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Pain: A Retrospective

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Pain: A Retrospective

Filip Musial, Too Cool For School

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It is a truth universally acknowledged, that all ska bands hate themselves. Exhibit A, Pain, who were a definitely not-ska rock band from Alabama from 1994-2000. This description would probably confuse you given that horns featured prominently in many of their songs, but just trust me on this one.

Beyond the identity issues though, the band has some pretty interesting things going on. Their songs range from a 30 second instrumental titled “Malk,” to a Jabberjaw commercial, to “The Comeback,” a four and a half minute song detailing the singer’s “comeback” from being a “punk-*** useless slob” thanks to a girl he met, mixed with just a bit of finding God.

That said, their records all deserve a little bit of commentary.

Goggins

Their first album, and it’s quite unpolished, as first albums tend to be. Not that their music ever really was super polished, but it’s all relative. I guess this is more of a demo tape, but whatever. It starts off with a great horn intro on the song “Idle Hands,” a couple decent tracks follow it. We start to see the Christian undertones of  Pain’s music in the fourth song off the album, entitled “The Man Upstairs.” On its own I think this would probably make you think of God, but Pain really affirms this with their frequent use of “The Man Upstairs” to refer to God in later songs. Overall the album is decent. A few forgettable tracks, but other than that it’s good. Also, if Youtube comments are to be believed, quite a few Pain fanboys are jonesing to get their hands on a copy of this album, so if you happen to have one, this is a quick way to make $100.

Midgets With Guns

Another good album, it starts on something a bit different from their usual with “Pose Ode,” a quiet, low-key song about the band and shows. After that it’s a record full of fairly solid tracks, noteworthy among them “Milk,” “Square Pegs,” “Grudge,” and “Derision.” These are all high energy songs that showcase Pain at their best, with the horns blaring and the drums banging. The last song is a continuation of the opener, but with drums and horns.

Wonderful Beef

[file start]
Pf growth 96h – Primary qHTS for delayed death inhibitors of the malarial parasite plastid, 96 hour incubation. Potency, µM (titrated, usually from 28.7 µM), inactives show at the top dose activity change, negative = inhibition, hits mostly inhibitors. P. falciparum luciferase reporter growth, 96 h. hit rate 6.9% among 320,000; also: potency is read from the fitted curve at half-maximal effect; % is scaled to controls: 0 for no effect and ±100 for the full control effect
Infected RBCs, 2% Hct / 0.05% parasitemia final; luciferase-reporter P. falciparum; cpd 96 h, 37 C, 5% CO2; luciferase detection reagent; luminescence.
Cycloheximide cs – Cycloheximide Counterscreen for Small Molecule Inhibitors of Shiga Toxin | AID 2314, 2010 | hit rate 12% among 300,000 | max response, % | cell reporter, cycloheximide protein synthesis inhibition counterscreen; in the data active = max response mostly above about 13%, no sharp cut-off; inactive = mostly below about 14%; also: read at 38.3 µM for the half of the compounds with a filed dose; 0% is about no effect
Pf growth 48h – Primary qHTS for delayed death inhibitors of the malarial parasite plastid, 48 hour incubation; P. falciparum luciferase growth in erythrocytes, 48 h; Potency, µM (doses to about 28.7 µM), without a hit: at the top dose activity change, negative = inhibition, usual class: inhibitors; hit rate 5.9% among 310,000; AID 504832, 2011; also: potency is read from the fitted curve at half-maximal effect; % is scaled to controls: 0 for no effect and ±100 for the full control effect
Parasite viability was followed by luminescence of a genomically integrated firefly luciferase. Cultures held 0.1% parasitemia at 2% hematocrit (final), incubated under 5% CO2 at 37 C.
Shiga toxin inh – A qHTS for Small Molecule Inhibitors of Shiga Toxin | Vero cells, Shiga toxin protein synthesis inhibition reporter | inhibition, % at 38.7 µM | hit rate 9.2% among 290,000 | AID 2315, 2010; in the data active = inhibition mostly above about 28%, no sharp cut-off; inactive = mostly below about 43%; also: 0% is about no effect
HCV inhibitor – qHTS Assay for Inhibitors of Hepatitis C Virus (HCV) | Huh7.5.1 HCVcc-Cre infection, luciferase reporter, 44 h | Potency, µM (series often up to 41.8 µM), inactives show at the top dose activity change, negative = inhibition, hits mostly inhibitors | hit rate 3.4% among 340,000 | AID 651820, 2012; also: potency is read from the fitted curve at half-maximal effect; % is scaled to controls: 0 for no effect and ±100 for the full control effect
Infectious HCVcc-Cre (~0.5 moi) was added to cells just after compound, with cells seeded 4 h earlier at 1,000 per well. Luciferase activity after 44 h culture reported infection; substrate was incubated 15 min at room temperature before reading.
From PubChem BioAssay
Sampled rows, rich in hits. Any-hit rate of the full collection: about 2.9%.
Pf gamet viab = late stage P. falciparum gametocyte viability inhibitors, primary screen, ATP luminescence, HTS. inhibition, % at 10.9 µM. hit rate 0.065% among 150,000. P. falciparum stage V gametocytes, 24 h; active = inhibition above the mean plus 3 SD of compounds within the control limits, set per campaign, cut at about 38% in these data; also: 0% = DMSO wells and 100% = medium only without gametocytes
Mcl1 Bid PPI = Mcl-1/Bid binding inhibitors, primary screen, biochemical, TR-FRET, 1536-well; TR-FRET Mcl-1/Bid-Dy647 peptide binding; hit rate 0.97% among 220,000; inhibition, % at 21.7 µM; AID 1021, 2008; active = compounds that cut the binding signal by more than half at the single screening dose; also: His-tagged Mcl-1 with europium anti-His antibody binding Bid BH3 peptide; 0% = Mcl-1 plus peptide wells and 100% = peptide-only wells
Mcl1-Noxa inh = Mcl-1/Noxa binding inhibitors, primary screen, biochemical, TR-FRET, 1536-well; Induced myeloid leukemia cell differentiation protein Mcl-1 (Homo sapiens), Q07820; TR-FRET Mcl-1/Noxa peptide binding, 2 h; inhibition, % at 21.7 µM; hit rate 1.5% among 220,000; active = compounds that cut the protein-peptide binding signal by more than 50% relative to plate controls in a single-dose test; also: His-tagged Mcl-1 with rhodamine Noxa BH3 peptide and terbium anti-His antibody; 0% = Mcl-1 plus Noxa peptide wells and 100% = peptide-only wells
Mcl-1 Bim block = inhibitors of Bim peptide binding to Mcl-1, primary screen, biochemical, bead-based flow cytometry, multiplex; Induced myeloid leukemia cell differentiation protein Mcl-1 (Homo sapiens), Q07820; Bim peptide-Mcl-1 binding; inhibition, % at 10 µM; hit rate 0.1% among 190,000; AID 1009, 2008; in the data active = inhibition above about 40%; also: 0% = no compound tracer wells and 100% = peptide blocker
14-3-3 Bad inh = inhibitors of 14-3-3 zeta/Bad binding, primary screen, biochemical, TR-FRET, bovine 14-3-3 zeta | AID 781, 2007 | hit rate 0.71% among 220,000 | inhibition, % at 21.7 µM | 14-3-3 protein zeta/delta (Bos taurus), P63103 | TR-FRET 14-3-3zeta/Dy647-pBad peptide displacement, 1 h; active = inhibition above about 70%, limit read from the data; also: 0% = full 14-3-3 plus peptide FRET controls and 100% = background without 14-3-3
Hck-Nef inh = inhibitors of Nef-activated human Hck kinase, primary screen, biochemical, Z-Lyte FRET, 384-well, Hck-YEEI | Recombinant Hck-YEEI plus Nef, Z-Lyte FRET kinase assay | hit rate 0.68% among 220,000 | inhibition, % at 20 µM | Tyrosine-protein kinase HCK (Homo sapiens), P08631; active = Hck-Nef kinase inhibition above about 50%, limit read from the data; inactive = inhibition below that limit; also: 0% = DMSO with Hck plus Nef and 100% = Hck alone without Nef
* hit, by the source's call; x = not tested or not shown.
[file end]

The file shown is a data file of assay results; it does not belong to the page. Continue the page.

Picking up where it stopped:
This one starts with 30 seconds of mostly random noises, but goes on to some very good tracks. “Antidote” is a wonderfully catchy and cathartic song about a relationship. “Suckerpunch” is another great song, detailing a plan to make a killing by betting against yourself in a boxing match. Other than that, “The Bottlerocket War” and “Easy Out” are also good.

Full Speed Ahead

This album contains some of Pain’s finest songs, specifically “Right On,” “Full Speed Ahead,” and “Cap’n Scrub.” “Right On” is very much an expression of frustration with being cut short in the pursuit of goals by others, people who are supposed to be on your side. We also see some of those Christian themes here, as Dan Lord (the lead singer) says that the most important lesson in life is to “submit to the will of the man upstairs,” and that the song is an “immature prayer.” “Full Speed Ahead” is honestly just a really fun, energetic song. Finally, “Cap’n Scrub” is a relation of the singer’s high school experience.

Jabberjaw EP

This is hands down the best Pain record, simply because it contains the song “Jabberjaw.” This is an amazing song that was featured in a commercial on Cartoon Network. If it contained no other songs this would still be great, but it has two other good Pain songs, “Full Speed Ahead” and “The Comeback.” If you listen to one Pain record, listen to this one.

The band went “on hiatus” in 2000, effectively breaking up. Dan Lord, the lead singer, went on to become Director of Religious Education and Evangelization at the Cathedral of Saint John the Baptist in Charleston, South Carolina. Not really surprising given his lyrics. Mark “Pose” Milewicz, the bassist, is the dean of UNC Pembroke’s Honors College, and the former trombone player Demondrae Thurman is works at Samford University in Birmingham, Alabama. The rest of the band still lives around their home town of Tuscaloosa.

Basically, if you’re looking for a band to listen to, listen to Pain. They’re great, and you can feel cool because you listen to obscure music.

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Pain: A Retrospective